Following MannyCA’s video I made my own .45 Colt shotshell loads using the following materials:

  • Stiff Cardboard – Any source of stiff cardboard will work; I used a 12-gauge shotshell box, but cereal boxes and canned beverage boxes work great as well.

  • Wad Cutter – This is made from a resized and sharpened .45 Colt shell casing.  I resized a case, then sharpened the mouth with my chamfering tool and wrapped some blue painter’s tape around it so I wouldn’t mistake it for a reloadable case.  I was surprised just how tightly my cardboard wads fit in the case!

  • Standard .45 Colt Reloading Dies

  • Reloading Press

  • Powder – For my test loads I used Unique, Red Dot and Green Dot.

  • #8 shot – 160 grains

  • Dippers

  • Powder funnel

  • Scale – beam or digital to weigh powder and shot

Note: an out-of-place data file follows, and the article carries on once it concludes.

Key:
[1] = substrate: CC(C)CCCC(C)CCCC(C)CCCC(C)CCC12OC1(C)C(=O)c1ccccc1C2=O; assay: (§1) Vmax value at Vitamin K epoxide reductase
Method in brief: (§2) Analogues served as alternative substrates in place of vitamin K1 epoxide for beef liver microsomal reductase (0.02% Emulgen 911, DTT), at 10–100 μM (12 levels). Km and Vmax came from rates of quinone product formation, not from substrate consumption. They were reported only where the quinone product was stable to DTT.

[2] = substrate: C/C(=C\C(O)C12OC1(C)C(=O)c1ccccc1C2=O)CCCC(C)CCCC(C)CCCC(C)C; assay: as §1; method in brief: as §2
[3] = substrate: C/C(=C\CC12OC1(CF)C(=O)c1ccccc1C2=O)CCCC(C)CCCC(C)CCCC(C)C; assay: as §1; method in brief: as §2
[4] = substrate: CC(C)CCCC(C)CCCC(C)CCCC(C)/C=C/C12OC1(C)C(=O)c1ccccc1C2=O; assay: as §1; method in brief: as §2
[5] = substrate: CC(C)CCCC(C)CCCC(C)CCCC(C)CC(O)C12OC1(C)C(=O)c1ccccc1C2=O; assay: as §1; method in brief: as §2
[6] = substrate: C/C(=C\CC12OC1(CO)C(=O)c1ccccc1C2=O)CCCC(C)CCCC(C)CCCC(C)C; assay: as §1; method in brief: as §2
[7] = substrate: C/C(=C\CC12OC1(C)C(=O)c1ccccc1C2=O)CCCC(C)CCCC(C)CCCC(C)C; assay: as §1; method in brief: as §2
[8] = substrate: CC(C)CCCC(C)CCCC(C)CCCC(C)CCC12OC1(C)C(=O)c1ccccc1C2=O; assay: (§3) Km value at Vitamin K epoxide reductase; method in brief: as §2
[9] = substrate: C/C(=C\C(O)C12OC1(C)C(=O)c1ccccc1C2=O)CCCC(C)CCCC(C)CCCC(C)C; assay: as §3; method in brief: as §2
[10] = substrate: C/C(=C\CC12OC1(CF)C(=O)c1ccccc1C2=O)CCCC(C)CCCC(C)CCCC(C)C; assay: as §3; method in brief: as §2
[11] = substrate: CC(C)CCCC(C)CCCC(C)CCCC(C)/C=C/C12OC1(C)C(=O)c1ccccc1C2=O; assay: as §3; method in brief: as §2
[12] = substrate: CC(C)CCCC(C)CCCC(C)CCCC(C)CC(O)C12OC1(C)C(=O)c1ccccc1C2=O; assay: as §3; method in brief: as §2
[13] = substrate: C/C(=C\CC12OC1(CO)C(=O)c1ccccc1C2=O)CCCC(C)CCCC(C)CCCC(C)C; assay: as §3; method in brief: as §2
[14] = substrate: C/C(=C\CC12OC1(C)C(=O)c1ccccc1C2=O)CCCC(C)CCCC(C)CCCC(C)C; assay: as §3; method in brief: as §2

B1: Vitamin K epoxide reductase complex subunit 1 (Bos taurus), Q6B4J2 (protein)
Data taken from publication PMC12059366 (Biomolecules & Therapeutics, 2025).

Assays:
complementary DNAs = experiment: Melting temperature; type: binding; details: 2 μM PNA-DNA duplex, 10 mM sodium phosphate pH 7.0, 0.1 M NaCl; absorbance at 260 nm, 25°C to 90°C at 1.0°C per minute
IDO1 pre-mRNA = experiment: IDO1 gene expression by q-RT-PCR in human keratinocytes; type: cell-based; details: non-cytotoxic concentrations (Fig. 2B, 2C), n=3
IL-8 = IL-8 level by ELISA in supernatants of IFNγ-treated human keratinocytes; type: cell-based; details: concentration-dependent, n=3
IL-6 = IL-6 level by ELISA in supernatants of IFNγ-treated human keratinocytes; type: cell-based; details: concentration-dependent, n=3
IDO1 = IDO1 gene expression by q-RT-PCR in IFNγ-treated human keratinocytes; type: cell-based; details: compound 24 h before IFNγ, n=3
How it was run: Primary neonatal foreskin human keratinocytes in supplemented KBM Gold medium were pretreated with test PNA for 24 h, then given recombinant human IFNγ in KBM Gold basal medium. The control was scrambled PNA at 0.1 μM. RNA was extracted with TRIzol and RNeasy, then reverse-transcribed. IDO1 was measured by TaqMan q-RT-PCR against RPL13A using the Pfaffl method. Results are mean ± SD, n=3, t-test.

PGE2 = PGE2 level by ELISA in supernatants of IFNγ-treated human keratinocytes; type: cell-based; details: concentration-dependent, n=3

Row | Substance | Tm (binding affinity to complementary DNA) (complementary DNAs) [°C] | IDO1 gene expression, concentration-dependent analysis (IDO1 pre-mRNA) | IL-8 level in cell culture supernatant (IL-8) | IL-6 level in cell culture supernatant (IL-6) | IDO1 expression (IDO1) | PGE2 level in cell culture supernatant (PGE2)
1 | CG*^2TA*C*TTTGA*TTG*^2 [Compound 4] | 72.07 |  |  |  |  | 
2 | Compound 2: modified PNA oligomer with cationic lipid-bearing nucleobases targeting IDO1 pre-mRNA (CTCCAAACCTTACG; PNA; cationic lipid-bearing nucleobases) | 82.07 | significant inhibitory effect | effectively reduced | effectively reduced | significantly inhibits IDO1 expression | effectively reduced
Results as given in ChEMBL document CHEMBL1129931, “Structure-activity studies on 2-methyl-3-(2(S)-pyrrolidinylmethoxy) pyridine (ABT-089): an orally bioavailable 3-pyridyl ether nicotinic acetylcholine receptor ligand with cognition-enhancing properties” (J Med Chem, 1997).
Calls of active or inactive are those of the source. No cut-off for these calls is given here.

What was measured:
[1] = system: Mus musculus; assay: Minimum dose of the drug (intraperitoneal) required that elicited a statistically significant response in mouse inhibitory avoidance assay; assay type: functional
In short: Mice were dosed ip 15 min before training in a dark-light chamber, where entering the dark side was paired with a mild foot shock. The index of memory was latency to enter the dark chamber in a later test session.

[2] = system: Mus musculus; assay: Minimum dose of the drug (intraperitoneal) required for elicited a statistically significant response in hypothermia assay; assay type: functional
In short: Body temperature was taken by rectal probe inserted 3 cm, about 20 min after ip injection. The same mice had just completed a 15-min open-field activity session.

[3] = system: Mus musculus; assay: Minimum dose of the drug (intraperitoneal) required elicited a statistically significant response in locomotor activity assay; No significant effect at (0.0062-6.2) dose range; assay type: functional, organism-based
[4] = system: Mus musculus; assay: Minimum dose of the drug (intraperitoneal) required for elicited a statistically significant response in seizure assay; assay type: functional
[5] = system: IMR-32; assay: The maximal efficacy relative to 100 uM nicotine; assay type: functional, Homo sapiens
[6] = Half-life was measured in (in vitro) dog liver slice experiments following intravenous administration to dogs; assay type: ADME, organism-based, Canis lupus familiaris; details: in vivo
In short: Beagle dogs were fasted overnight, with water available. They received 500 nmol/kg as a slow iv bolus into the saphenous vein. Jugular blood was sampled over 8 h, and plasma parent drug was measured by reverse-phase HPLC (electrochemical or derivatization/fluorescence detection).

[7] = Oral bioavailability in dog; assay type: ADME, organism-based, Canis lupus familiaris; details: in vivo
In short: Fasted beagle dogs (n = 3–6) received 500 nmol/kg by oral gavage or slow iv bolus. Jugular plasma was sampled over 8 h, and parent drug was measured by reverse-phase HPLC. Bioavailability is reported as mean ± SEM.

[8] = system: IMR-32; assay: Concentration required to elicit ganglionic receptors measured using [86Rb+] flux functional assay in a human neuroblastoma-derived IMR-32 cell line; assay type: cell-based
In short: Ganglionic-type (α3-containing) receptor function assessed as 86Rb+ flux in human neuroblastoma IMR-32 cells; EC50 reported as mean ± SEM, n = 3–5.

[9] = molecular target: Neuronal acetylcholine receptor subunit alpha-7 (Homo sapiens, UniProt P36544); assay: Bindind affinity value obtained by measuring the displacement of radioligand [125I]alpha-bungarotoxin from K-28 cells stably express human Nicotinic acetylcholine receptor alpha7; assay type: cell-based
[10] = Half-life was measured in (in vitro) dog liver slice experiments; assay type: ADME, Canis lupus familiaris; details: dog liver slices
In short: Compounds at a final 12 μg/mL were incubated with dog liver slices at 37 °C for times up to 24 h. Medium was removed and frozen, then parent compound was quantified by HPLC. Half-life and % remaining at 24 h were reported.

• Gas Checks (optional) – The gas check is used to cap the shot, but you can use a cardboard wad as well.

I had all these materials at home already so I didn’t have to go out and buy anything.  MannyCA used 9.5 grains of Unique, but I wondered why he used this amount and if this load generated excessive pressure.  He was shooting them out of a Ruger Blackhawk, the new mid-size model, so even if the pressure was beyond the SAAMI maximum, it might not be a problem for the Blackhawk.  The online Alliant Powder reloading manual gives 8.5 grains of Unique for a 230 grain cast lead bullet as maximum at 850 feet per second, but did not provide any pressure data.  Since the shotshell uses only 160 grains of shot, 9.5 grains of Unique might be alright; but how would I know without any data?  And what about other powders; would there be pressure issues using other powders?  I had 8-pound kegs of both Red Dot and Green Dot so I decided to test some shotshell loads using these other powders.  My theory was that there would be a pressure spike to get the shot column moving out of the case, but would drop off quickly once the shot spread out.  I also thought that the pressure spike would be lower for shot than for a solid bullet because gas would escape around the shot once it left the case.  (Wow was I wrong on that theory; read on!)  The only way to know was to perform pressure testing.